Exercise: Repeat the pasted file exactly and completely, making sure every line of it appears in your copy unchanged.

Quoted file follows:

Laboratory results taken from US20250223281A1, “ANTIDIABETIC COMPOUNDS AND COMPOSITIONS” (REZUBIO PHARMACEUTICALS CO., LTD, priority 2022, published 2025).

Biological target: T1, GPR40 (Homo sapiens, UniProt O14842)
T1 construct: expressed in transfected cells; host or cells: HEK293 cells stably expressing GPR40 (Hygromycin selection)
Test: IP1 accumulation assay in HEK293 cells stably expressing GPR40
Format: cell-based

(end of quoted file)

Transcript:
Laboratory results taken from US20250223281A1, “ANTIDIABETIC COMPOUNDS AND COMPOSITIONS” (REZUBIO PHARMACEUTICALS CO., LTD, priority 2022, published 2025).

Biological target: T1, GPR40 (Homo sapiens, UniProt O14842)
T1 construct: expressed in transfected cells; host or cells: HEK293 cells stably expressing GPR40 (Hygromycin selection)
Test: IP1 accumulation assay in HEK293 cells stably expressing GPR40
Format: cell-based